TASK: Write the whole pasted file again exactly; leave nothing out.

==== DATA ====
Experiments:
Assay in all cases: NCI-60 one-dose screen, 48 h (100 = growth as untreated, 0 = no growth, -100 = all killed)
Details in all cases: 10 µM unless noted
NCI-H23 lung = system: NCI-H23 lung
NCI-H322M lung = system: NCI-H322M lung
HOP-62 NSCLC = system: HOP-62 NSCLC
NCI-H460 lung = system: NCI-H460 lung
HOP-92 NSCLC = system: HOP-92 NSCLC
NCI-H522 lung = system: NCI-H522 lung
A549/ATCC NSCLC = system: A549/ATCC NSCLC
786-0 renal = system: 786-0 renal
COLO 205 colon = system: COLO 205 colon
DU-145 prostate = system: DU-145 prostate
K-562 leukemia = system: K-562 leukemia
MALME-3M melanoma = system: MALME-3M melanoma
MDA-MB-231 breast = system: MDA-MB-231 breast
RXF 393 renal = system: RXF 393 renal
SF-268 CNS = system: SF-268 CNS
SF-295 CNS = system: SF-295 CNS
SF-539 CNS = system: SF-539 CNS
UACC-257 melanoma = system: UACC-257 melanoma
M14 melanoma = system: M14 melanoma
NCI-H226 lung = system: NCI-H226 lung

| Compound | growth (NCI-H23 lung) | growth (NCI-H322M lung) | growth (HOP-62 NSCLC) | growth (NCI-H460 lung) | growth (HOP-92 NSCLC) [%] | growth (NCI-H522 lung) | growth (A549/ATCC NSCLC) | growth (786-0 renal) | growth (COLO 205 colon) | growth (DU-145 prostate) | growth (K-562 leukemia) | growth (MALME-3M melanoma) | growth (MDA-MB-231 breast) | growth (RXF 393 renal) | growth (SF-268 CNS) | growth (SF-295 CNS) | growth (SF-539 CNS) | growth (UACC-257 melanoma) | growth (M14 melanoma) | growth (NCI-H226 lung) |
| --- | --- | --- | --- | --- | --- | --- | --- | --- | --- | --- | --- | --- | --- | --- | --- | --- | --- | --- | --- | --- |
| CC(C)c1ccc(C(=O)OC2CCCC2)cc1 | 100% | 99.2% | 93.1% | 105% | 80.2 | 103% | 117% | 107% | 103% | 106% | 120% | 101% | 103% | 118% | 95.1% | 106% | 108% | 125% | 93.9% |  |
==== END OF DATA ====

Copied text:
Experiments:
Assay in all cases: NCI-60 one-dose screen, 48 h (100 = growth as untreated, 0 = no growth, -100 = all killed)
Details in all cases: 10 µM unless noted
NCI-H23 lung = system: NCI-H23 lung
NCI-H322M lung = system: NCI-H322M lung
HOP-62 NSCLC = system: HOP-62 NSCLC
NCI-H460 lung = system: NCI-H460 lung
HOP-92 NSCLC = system: HOP-92 NSCLC
NCI-H522 lung = system: NCI-H522 lung
A549/ATCC NSCLC = system: A549/ATCC NSCLC
786-0 renal = system: 786-0 renal
COLO 205 colon = system: COLO 205 colon
DU-145 prostate = system: DU-145 prostate
K-562 leukemia = system: K-562 leukemia
MALME-3M melanoma = system: MALME-3M melanoma
MDA-MB-231 breast = system: MDA-MB-231 breast
RXF 393 renal = system: RXF 393 renal
SF-268 CNS = system: SF-268 CNS
SF-295 CNS = system: SF-295 CNS
SF-539 CNS = system: SF-539 CNS
UACC-257 melanoma = system: UACC-257 melanoma
M14 melanoma = system: M14 melanoma
NCI-H226 lung = system: NCI-H226 lung

| Compound | growth (NCI-H23 lung) | growth (NCI-H322M lung) | growth (HOP-62 NSCLC) | growth (NCI-H460 lung) | growth (HOP-92 NSCLC) [%] | growth (NCI-H522 lung) | growth (A549/ATCC NSCLC) | growth (786-0 renal) | growth (COLO 205 colon) | growth (DU-145 prostate) | growth (K-562 leukemia) | growth (MALME-3M melanoma) | growth (MDA-MB-231 breast) | growth (RXF 393 renal) | growth (SF-268 CNS) | growth (SF-295 CNS) | growth (SF-539 CNS) | growth (UACC-257 melanoma) | growth (M14 melanoma) | growth (NCI-H226 lung) |
| --- | --- | --- | --- | --- | --- | --- | --- | --- | --- | --- | --- | --- | --- | --- | --- | --- | --- | --- | --- | --- |
| CC(C)c1ccc(C(=O)OC2CCCC2)cc1 | 100% | 99.2% | 93.1% | 105% | 80.2 | 103% | 117% | 107% | 103% | 106% | 120% | 101% | 103% | 118% | 95.1% | 106% | 108% | 125% | 93.9% |  |